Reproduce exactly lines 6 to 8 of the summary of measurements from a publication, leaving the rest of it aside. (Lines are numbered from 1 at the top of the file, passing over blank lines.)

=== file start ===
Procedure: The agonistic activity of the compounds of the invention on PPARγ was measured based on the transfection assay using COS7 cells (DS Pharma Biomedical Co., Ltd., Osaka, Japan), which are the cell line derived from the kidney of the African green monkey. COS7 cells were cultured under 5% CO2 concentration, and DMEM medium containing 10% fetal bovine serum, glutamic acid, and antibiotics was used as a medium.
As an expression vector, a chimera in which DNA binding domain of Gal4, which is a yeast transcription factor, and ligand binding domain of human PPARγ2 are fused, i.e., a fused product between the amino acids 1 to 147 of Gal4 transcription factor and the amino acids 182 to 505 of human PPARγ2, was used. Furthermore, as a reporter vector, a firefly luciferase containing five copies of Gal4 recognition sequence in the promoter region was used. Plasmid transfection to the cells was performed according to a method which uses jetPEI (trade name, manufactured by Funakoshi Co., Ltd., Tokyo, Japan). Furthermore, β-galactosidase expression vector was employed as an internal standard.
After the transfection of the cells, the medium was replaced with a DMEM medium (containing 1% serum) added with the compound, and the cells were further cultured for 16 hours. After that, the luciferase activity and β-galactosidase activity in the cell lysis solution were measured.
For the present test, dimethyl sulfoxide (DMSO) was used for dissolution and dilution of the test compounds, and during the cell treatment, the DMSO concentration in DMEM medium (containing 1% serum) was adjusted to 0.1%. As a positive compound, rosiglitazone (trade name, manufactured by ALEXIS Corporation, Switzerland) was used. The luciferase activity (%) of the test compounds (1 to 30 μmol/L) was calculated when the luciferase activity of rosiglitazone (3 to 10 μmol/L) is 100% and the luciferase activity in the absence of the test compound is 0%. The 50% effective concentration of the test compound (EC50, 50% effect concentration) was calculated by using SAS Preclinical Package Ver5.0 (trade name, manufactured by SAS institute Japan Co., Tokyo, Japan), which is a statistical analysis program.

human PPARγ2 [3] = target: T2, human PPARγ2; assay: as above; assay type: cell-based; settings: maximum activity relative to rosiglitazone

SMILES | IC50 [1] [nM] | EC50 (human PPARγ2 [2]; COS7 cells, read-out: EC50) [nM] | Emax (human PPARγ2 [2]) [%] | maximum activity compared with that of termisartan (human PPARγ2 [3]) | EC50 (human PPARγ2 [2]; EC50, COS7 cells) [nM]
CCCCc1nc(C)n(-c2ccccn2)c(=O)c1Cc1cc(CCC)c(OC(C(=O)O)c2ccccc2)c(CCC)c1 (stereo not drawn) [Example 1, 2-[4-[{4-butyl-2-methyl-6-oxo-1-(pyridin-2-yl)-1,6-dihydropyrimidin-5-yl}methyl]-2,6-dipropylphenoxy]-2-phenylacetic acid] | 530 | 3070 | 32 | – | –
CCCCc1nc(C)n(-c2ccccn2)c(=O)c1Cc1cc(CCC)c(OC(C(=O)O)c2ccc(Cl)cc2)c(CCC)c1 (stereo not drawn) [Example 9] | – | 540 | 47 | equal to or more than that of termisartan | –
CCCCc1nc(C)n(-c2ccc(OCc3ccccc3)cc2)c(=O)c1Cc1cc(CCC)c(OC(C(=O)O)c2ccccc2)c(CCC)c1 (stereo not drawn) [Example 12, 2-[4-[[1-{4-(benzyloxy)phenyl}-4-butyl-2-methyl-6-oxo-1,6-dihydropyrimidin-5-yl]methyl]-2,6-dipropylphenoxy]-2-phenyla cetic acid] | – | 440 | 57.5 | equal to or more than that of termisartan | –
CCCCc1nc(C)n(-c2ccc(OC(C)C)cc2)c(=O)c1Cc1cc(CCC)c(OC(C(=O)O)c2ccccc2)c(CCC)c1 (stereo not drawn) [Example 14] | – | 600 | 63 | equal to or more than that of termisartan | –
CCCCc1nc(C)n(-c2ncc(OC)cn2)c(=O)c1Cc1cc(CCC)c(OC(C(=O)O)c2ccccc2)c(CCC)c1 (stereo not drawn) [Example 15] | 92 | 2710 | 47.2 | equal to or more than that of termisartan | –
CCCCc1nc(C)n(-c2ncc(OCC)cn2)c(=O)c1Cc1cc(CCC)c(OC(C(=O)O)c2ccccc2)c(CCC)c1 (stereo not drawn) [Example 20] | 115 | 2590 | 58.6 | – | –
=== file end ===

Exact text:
SMILES | IC50 [1] [nM] | EC50 (human PPARγ2 [2]; COS7 cells, read-out: EC50) [nM] | Emax (human PPARγ2 [2]) [%] | maximum activity compared with that of termisartan (human PPARγ2 [3]) | EC50 (human PPARγ2 [2]; EC50, COS7 cells) [nM]
CCCCc1nc(C)n(-c2ccccn2)c(=O)c1Cc1cc(CCC)c(OC(C(=O)O)c2ccccc2)c(CCC)c1 (stereo not drawn) [Example 1, 2-[4-[{4-butyl-2-methyl-6-oxo-1-(pyridin-2-yl)-1,6-dihydropyrimidin-5-yl}methyl]-2,6-dipropylphenoxy]-2-phenylacetic acid] | 530 | 3070 | 32 | – | –
CCCCc1nc(C)n(-c2ccccn2)c(=O)c1Cc1cc(CCC)c(OC(C(=O)O)c2ccc(Cl)cc2)c(CCC)c1 (stereo not drawn) [Example 9] | – | 540 | 47 | equal to or more than that of termisartan | –